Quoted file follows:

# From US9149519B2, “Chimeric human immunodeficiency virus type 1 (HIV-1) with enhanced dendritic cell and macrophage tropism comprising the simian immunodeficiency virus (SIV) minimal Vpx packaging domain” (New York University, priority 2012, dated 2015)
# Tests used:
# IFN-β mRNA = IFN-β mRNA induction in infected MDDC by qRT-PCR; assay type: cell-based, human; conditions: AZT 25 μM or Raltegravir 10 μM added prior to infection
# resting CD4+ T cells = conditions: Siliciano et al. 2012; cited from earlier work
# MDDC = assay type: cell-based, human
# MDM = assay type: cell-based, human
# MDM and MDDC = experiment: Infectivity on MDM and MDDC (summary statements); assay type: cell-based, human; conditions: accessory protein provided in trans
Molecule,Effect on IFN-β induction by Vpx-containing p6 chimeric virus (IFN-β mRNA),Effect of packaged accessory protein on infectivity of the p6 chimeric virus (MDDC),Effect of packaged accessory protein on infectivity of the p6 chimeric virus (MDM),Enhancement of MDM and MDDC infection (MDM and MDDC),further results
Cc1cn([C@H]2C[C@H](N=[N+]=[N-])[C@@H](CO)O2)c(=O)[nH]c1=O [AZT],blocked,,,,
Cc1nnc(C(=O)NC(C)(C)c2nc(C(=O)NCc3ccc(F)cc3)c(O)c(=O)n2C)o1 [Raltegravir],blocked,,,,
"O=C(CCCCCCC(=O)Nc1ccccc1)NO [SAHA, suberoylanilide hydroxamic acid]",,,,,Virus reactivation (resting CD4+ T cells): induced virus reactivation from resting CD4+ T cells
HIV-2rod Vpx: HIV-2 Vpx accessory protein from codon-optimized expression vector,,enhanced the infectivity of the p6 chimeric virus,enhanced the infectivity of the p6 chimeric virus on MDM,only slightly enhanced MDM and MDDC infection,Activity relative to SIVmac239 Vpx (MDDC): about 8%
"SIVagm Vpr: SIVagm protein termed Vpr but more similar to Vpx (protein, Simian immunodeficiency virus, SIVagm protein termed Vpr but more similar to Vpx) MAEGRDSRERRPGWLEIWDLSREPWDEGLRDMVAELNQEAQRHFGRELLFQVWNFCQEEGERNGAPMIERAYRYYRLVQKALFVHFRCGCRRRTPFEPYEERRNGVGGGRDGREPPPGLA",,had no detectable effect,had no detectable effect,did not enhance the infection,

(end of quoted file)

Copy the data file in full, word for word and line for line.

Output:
# From US9149519B2, “Chimeric human immunodeficiency virus type 1 (HIV-1) with enhanced dendritic cell and macrophage tropism comprising the simian immunodeficiency virus (SIV) minimal Vpx packaging domain” (New York University, priority 2012, dated 2015)
# Tests used:
# IFN-β mRNA = IFN-β mRNA induction in infected MDDC by qRT-PCR; assay type: cell-based, human; conditions: AZT 25 μM or Raltegravir 10 μM added prior to infection
# resting CD4+ T cells = conditions: Siliciano et al. 2012; cited from earlier work
# MDDC = assay type: cell-based, human
# MDM = assay type: cell-based, human
# MDM and MDDC = experiment: Infectivity on MDM and MDDC (summary statements); assay type: cell-based, human; conditions: accessory protein provided in trans
Molecule,Effect on IFN-β induction by Vpx-containing p6 chimeric virus (IFN-β mRNA),Effect of packaged accessory protein on infectivity of the p6 chimeric virus (MDDC),Effect of packaged accessory protein on infectivity of the p6 chimeric virus (MDM),Enhancement of MDM and MDDC infection (MDM and MDDC),further results
Cc1cn([C@H]2C[C@H](N=[N+]=[N-])[C@@H](CO)O2)c(=O)[nH]c1=O [AZT],blocked,,,,
Cc1nnc(C(=O)NC(C)(C)c2nc(C(=O)NCc3ccc(F)cc3)c(O)c(=O)n2C)o1 [Raltegravir],blocked,,,,
"O=C(CCCCCCC(=O)Nc1ccccc1)NO [SAHA, suberoylanilide hydroxamic acid]",,,,,Virus reactivation (resting CD4+ T cells): induced virus reactivation from resting CD4+ T cells
HIV-2rod Vpx: HIV-2 Vpx accessory protein from codon-optimized expression vector,,enhanced the infectivity of the p6 chimeric virus,enhanced the infectivity of the p6 chimeric virus on MDM,only slightly enhanced MDM and MDDC infection,Activity relative to SIVmac239 Vpx (MDDC): about 8%
"SIVagm Vpr: SIVagm protein termed Vpr but more similar to Vpx (protein, Simian immunodeficiency virus, SIVagm protein termed Vpr but more similar to Vpx) MAEGRDSRERRPGWLEIWDLSREPWDEGLRDMVAELNQEAQRHFGRELLFQVWNFCQEEGERNGAPMIERAYRYYRLVQKALFVHFRCGCRRRTPFEPYEERRNGVGGGRDGREPPPGLA",,had no detectable effect,had no detectable effect,did not enhance the infection,